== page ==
In September, California Attorney General Xavier Becerra testified at the U.S. Senate Committee on Commerce, Science and Transportation hearing regarding the need for a U.S. privacy law. Although the context of the hearing was federal privacy legislation, his testimony included important insights into how his office may approach enforcement of the California Consumer Privacy Act and what privacy issues he is focused on going forward.
In addition, several bills with privacy implications were passed by the California Legislature but not all were signed into law by Gov. Gavin Newsom, D-Calif.
Similar to previous comments by Supervising Deputy Attorney General Stacey Schesser, Becerra confirmed in his written testimony that beginning on the CCPAâ€™s July 1 enforcement date, his office â€œbegan issuing notices to cure to companies with non-compliant privacy policies or missing ‘Do Not Sell My Personal Information’ links.â€� He testified the Office of the Attorney General is â€œverifying that service provider contracts specify limitations on the use [of] personal informationâ€� and continues to review consumer complaints.Â Â
Becerra also highlighted the OAGâ€™s commitment to enforcing Californiaâ€™s privacy laws, pointing out the substantial judgments against Equifax (2019) and Uber (2018), and the September judgment against Glow. The OAG recently settled a case with Anthem regarding a 2014 data breach for $8.69 million. (California lists its privacy enforcement actions here.) While CCPA enforcement is only a few months old, these actions demonstrate the nature of the penalties the OAG may pursue for privacy law violations, including significant injunctive relief. For example, the judgments in the Uber and Glow matters include provisions requiring defendants to put in place an â€œinformation security programâ€� and incorporate â€œprivacy by designâ€� principles into its products. The Anthem judgment mandates an information security program and specific information security requirements.Â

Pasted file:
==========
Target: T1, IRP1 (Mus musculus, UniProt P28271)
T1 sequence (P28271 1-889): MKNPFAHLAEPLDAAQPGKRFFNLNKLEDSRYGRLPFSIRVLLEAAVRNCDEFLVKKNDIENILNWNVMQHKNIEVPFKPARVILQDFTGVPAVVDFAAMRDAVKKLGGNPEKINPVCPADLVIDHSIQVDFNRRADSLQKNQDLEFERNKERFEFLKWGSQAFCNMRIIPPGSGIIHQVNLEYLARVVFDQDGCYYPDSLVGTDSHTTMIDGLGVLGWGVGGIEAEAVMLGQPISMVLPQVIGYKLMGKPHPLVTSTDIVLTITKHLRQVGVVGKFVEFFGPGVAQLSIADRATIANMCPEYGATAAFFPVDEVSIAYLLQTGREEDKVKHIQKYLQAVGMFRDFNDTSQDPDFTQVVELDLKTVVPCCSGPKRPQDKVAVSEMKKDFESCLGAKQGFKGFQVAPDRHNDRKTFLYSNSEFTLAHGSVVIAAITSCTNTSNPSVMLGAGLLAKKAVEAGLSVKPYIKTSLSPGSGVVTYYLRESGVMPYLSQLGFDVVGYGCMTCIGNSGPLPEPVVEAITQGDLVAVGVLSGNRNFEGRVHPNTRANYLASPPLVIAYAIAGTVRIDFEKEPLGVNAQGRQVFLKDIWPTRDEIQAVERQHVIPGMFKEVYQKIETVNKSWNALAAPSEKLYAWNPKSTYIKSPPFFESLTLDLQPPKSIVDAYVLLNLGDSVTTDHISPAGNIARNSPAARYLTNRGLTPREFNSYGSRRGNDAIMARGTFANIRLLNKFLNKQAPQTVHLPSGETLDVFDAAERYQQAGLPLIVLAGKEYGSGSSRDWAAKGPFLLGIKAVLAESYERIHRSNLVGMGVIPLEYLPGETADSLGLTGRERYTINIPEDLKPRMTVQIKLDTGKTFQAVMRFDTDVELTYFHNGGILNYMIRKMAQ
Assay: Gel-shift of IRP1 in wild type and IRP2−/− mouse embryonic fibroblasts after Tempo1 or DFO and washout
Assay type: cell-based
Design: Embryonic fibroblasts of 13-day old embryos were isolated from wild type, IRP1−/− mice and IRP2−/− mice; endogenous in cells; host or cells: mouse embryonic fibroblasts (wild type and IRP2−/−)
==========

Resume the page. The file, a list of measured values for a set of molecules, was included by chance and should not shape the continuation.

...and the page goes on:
While noting the OAGâ€™s successful enforcement actions, the attorney general also recognized the limited resources of state enforcers. He testified that â€œtrying to defend the privacy rights of 40 million people in California alone is a massive undertaking,â€� adding violators â€œknow our scope and reach are limited to remedying larger and more consequential breaches of privacy.â€� He advocated for new laws to include a private right of action for consumers, stating such provisions â€œprovide a critical adjunct to government enforcement, and enable consumers to assert their rights and seek appropriate remedies.â€� Becerraâ€™s position isnâ€™t surprising. He previously introduced Senate Bill 561 with State Sen. Hannah-Beth Jackson, D-19th District, in February 2019, which would have expanded the CCPAâ€™s private right of action to include any violation of the law, but it was unsuccessful. It will be interesting to see whether he (or others) continue to pursue this issue.